How many Americans today would recognize these names? Some would undoubtedly recognize SGT Alvin York and 1LT Audie Murphy, remembering their exploits from Hollywood movies. But few Americans today -- outside of the USMC -- would know anything of the deeds of Manila John Basilone.

Many such heroes have served our nation in time of war. Honored by the generations they served, only a precious few are remembered beyond the lifetimes of those for whom they fought, bled, and died. Like the soldier of that old army ballad, their memories just...fade...away.

Do any Americans today remember the name of Paul Smith? Make that SFC Paul R. Smith of Task Force 2-7, who fought with the Third Infantry Division "Rock of the Marne" on its way to victory in Baghdad. This is a man well worth knowing, and remembering:

For conspicuous gallantry and intrepidity at the risk of his life above and beyond the call of duty:

Sergeant First Class Paul R. Smith distinguished himself by acts of gallantry and intrepidity above and beyond the call of duty in action with an armed enemy near Baghdad International Airport, Baghdad, Iraq on 4 April 2003. On that day, Sergeant First Class Smith was engaged in the construction of a prisoner of war holding area when his Task Force was violently attacked by a company-sized enemy force. Realizing the vulnerability of over 100 fellow soldiers, Sergeant First Class Smith quickly organized a hasty defense consisting of two platoons of soldiers, one Bradley Fighting Vehicle and three armored personnel carriers. As the fight developed, Sergeant First Class Smith braved hostile enemy fire to personally engage the enemy with hand grenades and anti-tank weapons, and organized the evacuation of three wounded soldiers from an armored personnel carrier struck by a rocket propelled grenade and a 60mm mortar round. Fearing the enemy would overrun their defenses, Sergeant First Class Smith moved under withering enemy fire to man a .50 caliber machine gun mounted on a damaged armored personnel carrier. In total disregard for his own life, he maintained his exposed position in order to engage the attacking enemy force. During this action, he was mortally wounded. His courageous actions helped defeat the enemy attack, and resulted in as many as 50 enemy soldiers killed, while allowing the safe withdrawal of numerous wounded soldiers. Sergeant First Class Smith’s extraordinary heroism and uncommon valor are in keeping with the highest traditions of the military service and reflect great credit upon himself, the Third Infantry Division “Rock of the Marne,” and the United States Army.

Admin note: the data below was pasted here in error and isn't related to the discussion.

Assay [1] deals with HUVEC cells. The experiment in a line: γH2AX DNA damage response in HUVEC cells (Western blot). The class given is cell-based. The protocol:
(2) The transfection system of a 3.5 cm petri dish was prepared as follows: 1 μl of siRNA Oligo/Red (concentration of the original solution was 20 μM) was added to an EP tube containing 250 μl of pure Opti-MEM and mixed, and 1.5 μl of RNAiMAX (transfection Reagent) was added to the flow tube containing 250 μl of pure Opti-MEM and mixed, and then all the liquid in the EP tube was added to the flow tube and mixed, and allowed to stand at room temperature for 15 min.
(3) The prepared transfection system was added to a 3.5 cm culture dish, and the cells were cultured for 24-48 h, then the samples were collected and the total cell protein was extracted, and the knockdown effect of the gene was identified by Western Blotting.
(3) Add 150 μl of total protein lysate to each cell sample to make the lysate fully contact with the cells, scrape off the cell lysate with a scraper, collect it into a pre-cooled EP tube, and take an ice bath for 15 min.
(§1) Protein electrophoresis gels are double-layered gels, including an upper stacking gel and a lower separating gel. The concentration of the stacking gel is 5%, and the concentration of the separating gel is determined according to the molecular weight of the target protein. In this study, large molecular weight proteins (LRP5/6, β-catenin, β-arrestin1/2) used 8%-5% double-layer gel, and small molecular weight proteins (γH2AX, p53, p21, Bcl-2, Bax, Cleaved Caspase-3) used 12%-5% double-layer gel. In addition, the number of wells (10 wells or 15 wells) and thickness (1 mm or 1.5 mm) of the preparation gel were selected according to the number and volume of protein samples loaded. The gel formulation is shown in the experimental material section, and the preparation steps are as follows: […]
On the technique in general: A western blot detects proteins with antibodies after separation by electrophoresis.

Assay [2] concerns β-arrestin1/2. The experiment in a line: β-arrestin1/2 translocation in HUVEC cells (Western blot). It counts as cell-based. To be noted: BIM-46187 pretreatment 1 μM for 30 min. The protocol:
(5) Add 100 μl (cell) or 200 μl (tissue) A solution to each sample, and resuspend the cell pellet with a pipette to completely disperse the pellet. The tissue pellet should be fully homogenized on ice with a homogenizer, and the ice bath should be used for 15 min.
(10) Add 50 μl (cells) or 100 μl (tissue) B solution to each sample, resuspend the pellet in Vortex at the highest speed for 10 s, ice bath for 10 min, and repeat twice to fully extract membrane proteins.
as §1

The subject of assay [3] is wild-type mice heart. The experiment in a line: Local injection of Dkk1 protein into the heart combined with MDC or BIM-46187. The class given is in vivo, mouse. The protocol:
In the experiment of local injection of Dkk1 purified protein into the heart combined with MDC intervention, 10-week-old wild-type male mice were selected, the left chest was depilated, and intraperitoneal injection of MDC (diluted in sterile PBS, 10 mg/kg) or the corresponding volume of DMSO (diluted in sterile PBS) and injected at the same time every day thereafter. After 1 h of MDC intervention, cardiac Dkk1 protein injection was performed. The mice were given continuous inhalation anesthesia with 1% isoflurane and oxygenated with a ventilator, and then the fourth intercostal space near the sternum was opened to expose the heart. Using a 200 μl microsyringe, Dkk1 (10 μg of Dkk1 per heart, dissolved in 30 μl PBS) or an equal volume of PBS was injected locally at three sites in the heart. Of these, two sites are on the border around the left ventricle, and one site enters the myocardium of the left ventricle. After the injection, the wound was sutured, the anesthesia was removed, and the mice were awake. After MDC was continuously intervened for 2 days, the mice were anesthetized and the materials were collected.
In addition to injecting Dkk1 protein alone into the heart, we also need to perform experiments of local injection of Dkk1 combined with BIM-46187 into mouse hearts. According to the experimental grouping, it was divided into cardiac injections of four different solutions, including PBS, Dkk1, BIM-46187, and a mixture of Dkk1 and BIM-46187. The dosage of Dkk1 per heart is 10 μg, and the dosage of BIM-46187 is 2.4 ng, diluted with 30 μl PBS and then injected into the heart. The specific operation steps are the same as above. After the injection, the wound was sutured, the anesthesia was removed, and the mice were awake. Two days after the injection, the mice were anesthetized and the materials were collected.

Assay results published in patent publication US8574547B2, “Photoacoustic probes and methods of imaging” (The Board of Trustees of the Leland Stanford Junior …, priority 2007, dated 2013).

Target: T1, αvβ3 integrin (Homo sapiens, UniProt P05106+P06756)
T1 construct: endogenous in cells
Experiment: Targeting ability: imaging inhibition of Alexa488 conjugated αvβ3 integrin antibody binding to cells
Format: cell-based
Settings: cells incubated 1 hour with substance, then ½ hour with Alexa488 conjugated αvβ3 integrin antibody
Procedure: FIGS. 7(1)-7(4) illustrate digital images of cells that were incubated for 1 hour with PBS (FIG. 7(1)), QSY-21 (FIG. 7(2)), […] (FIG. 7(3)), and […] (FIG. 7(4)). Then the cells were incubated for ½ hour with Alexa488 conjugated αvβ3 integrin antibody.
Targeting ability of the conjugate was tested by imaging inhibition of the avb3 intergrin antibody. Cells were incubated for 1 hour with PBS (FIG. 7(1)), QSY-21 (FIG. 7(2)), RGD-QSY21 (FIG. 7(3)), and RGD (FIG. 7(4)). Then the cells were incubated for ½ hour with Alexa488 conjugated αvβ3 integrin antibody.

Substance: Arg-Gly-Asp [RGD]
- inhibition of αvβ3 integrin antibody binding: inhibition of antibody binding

SFC Paul Smith gave his life for his fellow soldiers, and his nation, and in so doing won the first Medal of Honor awarded since the terrorist attacks of 9-11. Paul Smith is a hero, but he's not a forgotten hero, as are the likes of York, Murphy, and Basilone. You see, a nation cannot forget what a nation has never known.

Why are heroes like Paul Smith so little known to Americans today? Why do our leaders say things about today's heroes such as this, this, and this? And why, oh why, would someone do something like this to a wounded hero? Our soldiers are being attacked from the home front, their mission undermined, their heroics belittled or ignored. That's why this blog was born, to defend the soldiers who are defending our freedom.

FPCON DELTA has been declared...